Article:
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Puppy wrapped in bag and set on fire in Newcastle

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Police are appealing for information after the body of a dog was found in Newcastle.

At around 4pm on Wednesday afternoon (March 15) police received a report from the fire service of a fire in some woods to the rear of Mead Walk in the Walker area of the city.

Officers attended and found the body of a puppy. It is believed the dog had been wrapped in a bin bag and the bag had been set alight.

It is believed the puppy had already died when the bag was set alight and a joint investigation between police and the RSPCA is now underway to establish the circumstances around the incident.

Northumbria Police Neighbourhood Inspector, Paul Duncan, has appealed for any witnesses to get in touch if they saw anyone acting suspiciously in the area yesterday afternoon.

He said: “This incident took place in the middle of the day and we believe members of the public in the area would have seen those responsible.

“It is a very distressing incident and we need to understand what has happened to this young dog.

“A joint investigation is ongoing with the RSPCA to establish the circumstances behind the incident and we are appealing for witnesses.

“An incident like this is likely to cause anger and distress to our local communities and I want to reassure local residents that we are treating this matter seriously”.

“If anyone has any information that may help our investigation then we would ask them to get in touch by calling us on 101.”

RSPCA inspector Cathy Maddison said a vet had examined the remains of the dog and found a microchip that has led investigators to believe the dog was a three-year-old Shih Tzu called Charlie.

She said: “This is a really shocking and upsetting discovery. The fire service were called yesterday, but they had no idea the horror they would discover once the fire was put out.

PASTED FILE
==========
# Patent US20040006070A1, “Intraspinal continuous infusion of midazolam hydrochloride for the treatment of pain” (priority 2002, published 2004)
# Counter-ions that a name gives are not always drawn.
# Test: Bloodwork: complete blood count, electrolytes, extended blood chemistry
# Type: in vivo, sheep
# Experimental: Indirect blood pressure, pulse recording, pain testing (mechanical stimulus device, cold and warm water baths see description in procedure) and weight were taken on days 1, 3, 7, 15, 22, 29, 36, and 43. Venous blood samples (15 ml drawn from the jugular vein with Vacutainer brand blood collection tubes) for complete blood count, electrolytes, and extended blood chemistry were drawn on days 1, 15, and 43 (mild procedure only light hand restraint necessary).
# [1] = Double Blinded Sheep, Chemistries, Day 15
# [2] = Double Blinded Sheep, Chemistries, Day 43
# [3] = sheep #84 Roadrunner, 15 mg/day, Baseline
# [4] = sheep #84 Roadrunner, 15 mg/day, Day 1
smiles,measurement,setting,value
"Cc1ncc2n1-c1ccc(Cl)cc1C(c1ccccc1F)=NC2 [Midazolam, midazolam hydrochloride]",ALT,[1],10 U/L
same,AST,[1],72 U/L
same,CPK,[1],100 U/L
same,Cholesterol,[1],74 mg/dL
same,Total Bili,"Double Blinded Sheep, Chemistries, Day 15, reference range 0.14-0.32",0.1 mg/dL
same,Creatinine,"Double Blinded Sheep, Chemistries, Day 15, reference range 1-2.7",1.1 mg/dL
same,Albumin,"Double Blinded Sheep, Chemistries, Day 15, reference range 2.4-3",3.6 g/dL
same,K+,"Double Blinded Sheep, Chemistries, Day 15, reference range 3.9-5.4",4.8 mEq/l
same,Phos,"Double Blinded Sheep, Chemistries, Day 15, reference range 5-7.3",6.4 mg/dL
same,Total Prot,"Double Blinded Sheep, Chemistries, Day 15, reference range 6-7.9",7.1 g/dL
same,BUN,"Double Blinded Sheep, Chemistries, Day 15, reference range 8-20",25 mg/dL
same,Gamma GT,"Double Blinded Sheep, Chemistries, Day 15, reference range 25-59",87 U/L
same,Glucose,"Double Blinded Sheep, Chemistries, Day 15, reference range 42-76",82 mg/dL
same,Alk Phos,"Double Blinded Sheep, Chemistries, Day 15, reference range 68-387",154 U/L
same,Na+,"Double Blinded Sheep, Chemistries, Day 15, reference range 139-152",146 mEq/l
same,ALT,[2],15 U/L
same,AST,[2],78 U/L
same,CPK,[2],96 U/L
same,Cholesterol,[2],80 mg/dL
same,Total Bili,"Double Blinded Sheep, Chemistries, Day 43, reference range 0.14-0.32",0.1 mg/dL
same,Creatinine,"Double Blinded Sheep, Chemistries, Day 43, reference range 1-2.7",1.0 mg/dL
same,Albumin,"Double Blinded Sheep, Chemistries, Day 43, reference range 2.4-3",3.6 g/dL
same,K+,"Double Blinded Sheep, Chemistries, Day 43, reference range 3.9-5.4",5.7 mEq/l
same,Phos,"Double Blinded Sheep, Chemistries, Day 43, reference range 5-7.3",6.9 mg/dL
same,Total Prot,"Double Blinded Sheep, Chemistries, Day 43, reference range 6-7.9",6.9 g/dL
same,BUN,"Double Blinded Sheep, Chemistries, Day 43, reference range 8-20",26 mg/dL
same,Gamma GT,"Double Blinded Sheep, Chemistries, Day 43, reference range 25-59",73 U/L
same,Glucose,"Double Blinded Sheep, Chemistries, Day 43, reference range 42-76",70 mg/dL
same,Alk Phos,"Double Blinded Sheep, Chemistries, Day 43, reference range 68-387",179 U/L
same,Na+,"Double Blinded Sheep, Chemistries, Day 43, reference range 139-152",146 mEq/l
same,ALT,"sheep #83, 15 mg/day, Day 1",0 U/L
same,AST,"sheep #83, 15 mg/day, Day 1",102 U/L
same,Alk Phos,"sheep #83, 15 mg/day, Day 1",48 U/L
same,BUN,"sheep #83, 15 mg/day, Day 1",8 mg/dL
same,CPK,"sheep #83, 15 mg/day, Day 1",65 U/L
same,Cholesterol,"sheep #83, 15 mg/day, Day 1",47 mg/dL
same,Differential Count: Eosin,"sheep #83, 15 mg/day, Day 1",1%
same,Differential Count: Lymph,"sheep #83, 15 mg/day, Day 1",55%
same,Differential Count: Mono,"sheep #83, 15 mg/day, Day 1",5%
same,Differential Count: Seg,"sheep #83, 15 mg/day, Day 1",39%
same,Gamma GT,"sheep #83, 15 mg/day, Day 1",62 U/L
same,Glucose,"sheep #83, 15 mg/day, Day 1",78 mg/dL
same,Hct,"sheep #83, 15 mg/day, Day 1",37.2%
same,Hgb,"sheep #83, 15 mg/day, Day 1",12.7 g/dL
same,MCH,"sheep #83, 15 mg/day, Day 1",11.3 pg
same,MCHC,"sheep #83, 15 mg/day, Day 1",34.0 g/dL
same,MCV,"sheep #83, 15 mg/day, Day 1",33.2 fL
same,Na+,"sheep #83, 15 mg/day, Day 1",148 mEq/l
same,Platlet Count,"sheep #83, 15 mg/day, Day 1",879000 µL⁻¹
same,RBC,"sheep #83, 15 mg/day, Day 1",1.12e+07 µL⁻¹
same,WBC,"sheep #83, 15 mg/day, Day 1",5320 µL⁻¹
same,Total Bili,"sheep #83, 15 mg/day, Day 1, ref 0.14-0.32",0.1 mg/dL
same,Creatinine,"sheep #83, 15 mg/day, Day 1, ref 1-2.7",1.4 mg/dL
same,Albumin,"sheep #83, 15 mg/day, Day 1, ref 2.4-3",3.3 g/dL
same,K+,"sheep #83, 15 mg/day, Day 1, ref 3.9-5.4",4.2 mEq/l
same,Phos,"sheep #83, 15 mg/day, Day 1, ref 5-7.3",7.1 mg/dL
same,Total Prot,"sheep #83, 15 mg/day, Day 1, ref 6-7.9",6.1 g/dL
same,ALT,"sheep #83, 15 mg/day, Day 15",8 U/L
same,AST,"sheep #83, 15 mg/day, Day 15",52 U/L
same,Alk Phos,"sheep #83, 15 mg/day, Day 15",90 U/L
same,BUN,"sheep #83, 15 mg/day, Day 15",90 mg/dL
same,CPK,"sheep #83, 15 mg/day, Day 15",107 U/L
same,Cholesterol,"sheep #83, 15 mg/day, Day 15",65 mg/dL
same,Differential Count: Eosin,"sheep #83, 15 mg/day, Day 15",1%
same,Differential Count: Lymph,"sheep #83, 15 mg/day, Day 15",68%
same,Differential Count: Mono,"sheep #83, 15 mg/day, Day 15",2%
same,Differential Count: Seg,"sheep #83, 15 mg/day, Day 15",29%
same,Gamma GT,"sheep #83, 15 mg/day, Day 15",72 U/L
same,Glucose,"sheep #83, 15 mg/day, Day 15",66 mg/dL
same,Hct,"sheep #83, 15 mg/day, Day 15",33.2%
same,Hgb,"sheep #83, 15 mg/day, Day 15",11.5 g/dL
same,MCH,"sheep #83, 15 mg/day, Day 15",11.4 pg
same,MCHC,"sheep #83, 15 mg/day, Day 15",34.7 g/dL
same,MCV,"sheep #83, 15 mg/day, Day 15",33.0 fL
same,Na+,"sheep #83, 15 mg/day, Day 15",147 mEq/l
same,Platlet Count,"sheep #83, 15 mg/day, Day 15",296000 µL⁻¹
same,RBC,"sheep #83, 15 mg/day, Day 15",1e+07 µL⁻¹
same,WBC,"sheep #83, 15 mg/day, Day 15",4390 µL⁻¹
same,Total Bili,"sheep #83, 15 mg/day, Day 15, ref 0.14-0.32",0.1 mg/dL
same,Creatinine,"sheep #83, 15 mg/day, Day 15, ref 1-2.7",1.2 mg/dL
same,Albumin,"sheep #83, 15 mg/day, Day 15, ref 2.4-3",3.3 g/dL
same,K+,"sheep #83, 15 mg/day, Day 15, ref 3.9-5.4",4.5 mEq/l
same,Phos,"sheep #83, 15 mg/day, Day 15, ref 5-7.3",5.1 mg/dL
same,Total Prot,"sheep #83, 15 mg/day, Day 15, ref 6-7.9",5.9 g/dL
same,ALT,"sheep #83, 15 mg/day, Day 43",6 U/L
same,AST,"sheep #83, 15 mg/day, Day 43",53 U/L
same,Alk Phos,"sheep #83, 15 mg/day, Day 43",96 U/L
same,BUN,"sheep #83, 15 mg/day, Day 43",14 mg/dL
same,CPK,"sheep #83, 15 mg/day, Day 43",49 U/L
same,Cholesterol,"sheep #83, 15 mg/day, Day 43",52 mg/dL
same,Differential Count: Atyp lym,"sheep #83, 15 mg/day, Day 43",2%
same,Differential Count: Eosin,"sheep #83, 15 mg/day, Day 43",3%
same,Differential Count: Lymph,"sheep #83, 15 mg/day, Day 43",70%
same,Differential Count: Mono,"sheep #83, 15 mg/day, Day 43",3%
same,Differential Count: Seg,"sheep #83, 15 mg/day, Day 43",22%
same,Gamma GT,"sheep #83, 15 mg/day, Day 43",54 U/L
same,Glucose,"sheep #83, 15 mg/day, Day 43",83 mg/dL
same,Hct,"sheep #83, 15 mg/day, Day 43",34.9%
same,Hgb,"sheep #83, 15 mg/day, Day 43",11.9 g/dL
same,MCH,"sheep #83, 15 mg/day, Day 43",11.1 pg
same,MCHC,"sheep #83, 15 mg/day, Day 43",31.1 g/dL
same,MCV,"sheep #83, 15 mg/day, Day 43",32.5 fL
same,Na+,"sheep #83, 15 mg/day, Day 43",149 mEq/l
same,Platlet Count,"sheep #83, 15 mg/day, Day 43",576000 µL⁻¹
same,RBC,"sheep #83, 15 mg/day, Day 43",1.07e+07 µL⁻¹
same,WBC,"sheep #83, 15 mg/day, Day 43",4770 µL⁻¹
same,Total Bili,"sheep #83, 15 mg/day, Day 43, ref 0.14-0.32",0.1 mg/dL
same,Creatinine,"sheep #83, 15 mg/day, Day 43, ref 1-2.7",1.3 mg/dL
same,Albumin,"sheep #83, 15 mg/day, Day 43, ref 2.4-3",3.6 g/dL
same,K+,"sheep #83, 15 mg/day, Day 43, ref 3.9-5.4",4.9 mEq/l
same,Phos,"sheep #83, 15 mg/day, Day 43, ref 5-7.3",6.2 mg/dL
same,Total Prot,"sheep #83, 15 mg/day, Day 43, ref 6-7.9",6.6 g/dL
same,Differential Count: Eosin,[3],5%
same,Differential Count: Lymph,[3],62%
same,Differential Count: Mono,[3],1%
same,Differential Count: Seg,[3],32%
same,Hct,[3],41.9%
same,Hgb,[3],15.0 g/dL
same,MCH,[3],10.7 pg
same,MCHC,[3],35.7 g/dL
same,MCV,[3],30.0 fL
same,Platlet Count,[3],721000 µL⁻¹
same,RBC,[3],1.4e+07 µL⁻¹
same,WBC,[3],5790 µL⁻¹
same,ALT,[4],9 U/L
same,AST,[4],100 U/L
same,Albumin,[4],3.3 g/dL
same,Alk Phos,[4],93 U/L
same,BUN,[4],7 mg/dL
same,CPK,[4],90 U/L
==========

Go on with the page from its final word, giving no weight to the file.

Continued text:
“At this stage we don’t know whether the dog was alive or not when the body was set on fire, which is horrific.

“A vet has examined the remains and it seems that the dog is an entire male Shih Tzu crossbreed, approximately three years old, with cream and tan markings.

He did have a microchip which tells us his name was Charlie, but unfortunately it does not have any further details.

“There are still many unanswered questions and we are keen to find out what happened, so we are asking anybody with any information to contact us or the police as soon as possible.”

Station Manager Jeff Boath, Tyne and Wear Fire and Rescue Service, said: “This was initially reported as a fence on fire. However, on extinguishing the fire it was discovered that a small dog had been set on fire inside a plastic bag.

It is believed that the dog was deceased prior to the fire being started.”

Anyone who saw anyone acting suspiciously in the area on Wednesday afternoon, or has information that may help police, should call officers on 101 quoting log 690 15/03/17 or Crimestoppers anonymously on 0800 555 111.

They can contact the RSPCA on 0300 123 8018, leaving a message for Inspector Maddison.

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Heartwarming cops share chips with man who hasn’t eaten for days

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Two police officers this evening shared their chips with a man they found on the motorway who hasn’t eaten food in days.

The caring cops showed compassion and humanity when they could have just nicked the lad and sent him off to the cells.

But instead of taking him straight into police custody they stopped off for some chips.

Showing a truly caring side of British traffic cops who often don’t get the best press.

“The cops from the Leicestershire road policing unit tweeted that they had found on motorway suspected to be an illegal immigrant into the UK.